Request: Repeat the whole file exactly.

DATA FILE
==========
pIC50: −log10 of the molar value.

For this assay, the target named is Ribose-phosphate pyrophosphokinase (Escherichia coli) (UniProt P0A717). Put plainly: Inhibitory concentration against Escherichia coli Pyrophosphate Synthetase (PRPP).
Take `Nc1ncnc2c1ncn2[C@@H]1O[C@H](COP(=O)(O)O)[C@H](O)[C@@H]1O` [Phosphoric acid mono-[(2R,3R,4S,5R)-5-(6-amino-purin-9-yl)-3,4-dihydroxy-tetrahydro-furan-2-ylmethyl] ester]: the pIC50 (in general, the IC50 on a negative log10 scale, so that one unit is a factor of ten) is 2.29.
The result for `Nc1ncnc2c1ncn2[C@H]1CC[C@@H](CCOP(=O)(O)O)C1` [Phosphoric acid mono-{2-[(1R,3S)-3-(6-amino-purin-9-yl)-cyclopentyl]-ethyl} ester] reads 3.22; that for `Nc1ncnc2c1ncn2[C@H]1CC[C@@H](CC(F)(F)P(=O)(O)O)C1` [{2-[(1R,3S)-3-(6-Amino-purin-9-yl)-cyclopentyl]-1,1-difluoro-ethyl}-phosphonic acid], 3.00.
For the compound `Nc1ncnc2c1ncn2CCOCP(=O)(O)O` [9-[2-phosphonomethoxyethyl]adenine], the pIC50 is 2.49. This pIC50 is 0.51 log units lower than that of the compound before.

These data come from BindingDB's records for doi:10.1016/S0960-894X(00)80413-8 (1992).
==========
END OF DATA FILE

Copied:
pIC50: −log10 of the molar value.

For this assay, the target named is Ribose-phosphate pyrophosphokinase (Escherichia coli) (UniProt P0A717). Put plainly: Inhibitory concentration against Escherichia coli Pyrophosphate Synthetase (PRPP).
Take `Nc1ncnc2c1ncn2[C@@H]1O[C@H](COP(=O)(O)O)[C@H](O)[C@@H]1O` [Phosphoric acid mono-[(2R,3R,4S,5R)-5-(6-amino-purin-9-yl)-3,4-dihydroxy-tetrahydro-furan-2-ylmethyl] ester]: the pIC50 (in general, the IC50 on a negative log10 scale, so that one unit is a factor of ten) is 2.29.
The result for `Nc1ncnc2c1ncn2[C@H]1CC[C@@H](CCOP(=O)(O)O)C1` [Phosphoric acid mono-{2-[(1R,3S)-3-(6-amino-purin-9-yl)-cyclopentyl]-ethyl} ester] reads 3.22; that for `Nc1ncnc2c1ncn2[C@H]1CC[C@@H](CC(F)(F)P(=O)(O)O)C1` [{2-[(1R,3S)-3-(6-Amino-purin-9-yl)-cyclopentyl]-1,1-difluoro-ethyl}-phosphonic acid], 3.00.
For the compound `Nc1ncnc2c1ncn2CCOCP(=O)(O)O` [9-[2-phosphonomethoxyethyl]adenine], the pIC50 is 2.49. This pIC50 is 0.51 log units lower than that of the compound before.

These data come from BindingDB's records for doi:10.1016/S0960-894X(00)80413-8 (1992).